Put thusly: flesh-eating aliens become beautiful angels when they bring acceptance through cultural exchange settling dysfunctional family arrangements and satisfying eco wish-fulfilment and religious pieties in the process; all of these put together as a sort of difference engine which consumes smoke to produce mirrors. The story is splendid.
I have to admit I haven't been the closest Aldiss reader. Of his contemporaries at New Worlds - J.G. Ballard, Michael Moorcock and Barrington J. Bayley - I much preferred Ballard and Bayley - I may have to think again. Currently I am of the opinion that the best work of Aldiss is to be found in his shorter fiction; and, in fact, A Life of Matter and Death is subtitled, A Novel in One Chapter. I think he can go one better - a genre in one chapter.
There are few things more satisfying on a wet afternoon in August than a failed dystopia and a pot of tea. Dick Morland's Heart Clock, published by the New English Library in 1974, hits the spot.as a guilty pleasure, even if it misses the point as political satire.
In 21st century Britain everyone is fitted with a heart clock which determines their life span. Their life span is in turn determined by the economy - on Budget day the Chancellor announces how many years are to be added or how many are to be taken away. In times of boom everyone lives longer; in times of bust lifespans are reduced. The economy of 21st century Britain is such that lifespans have been reduced over successive budgets to close to what is known as the "Bible barrier" - that is three score years and ten. The heart clocks are not fatal devices - they are reminders to those whose time is up that they must report for termination. Failure to report results in heavy fines in years being applied to the lifespans of their immediate families. Everyone reports.
The creator of this system is Matlock. The one-time Prime Minister, who was one of the first to have a heart clock fitted, is now approaching 70 and is, of course, having second thoughts. He leads a minority party which campaigns against the system, but the country is too far gone to countenance further change. After one of his meetings is broken up by the police, Matlock is taken to the current Prime Minister's office and offered a seat in the Cabinet. He has no idea why but suspects the Bible barrier is about to be breached and that the government wants him on-message should there be trouble. While considering the offer an attempt is made on his life, then he is kidnapped, then he escapes...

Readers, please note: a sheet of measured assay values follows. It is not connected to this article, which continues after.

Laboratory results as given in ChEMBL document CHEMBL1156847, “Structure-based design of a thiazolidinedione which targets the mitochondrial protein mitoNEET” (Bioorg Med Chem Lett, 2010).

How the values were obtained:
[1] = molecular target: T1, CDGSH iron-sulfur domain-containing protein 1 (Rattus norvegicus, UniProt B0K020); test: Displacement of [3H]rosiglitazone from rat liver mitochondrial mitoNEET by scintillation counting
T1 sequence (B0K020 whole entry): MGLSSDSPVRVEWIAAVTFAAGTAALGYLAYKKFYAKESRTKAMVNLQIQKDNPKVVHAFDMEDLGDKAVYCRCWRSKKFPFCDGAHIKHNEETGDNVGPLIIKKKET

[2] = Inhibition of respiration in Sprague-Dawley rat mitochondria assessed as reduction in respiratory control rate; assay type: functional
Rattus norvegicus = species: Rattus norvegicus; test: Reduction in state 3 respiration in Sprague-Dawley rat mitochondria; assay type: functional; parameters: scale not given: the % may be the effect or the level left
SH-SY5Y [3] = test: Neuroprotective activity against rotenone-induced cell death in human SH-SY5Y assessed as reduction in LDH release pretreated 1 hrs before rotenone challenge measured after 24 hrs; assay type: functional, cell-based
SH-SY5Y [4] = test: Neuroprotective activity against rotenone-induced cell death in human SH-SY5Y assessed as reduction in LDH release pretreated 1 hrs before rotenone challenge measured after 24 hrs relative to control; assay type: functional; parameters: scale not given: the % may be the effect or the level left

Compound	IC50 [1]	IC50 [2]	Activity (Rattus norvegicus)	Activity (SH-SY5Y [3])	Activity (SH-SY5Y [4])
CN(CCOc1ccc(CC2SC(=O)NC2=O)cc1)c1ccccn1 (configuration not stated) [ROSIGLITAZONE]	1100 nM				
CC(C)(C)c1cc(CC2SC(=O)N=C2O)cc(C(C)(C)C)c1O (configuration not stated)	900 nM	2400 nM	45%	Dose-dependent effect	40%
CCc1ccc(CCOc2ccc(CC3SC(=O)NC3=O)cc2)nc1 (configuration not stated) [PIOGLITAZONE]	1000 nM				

And herein lies the problem with Heart Clock. It is frantic. It starts out as a splendidly British dystopia, complete with peeling wallpaper and cracked china; it proceeds as an action sf thriller wherein the physical heroics of its 69 year-old ex-Prime Minister beggar the reader's belief; and it ends with the attempted invasion of England by Scotland. It is as though the author was working to the timetable of a heart clock of his own and pieced together fragments of several stories which do not properly gel. None of this is to say Heart Clock is a bad book - in fact, it is very enjoyable, and connecting the Chancellor's Budget directly to mortality is a major stroke of imagination. But with a little more care and attention a "supergenarian" uprising sounds like just the cure for Logan's Run.
Dick Morland is, apparently, Reginald Hill, author of the Dalziel and Pascoe series.
There's no doubt that science fiction has thrown up some appalling militaristic nonsense in its time. Some of it, like Robert Heinlein's Starship Troopers, is redeemable by viewing it across a post-modern line of sight; some, like Joe Haldeman's The Forever War, is just wildly over-rated; some is offensive, like Jerry Pournelle's Jannisaries; and some is sublime, like Adam Roberts' New Model Army. But none of these are as convincing as Gordon R Dickson's various military sf ventures, perhaps because Dickson served with some distinction during World War Two, which adds gravitas to his Dorsai series, as well as a good deal of like detail and characterisation.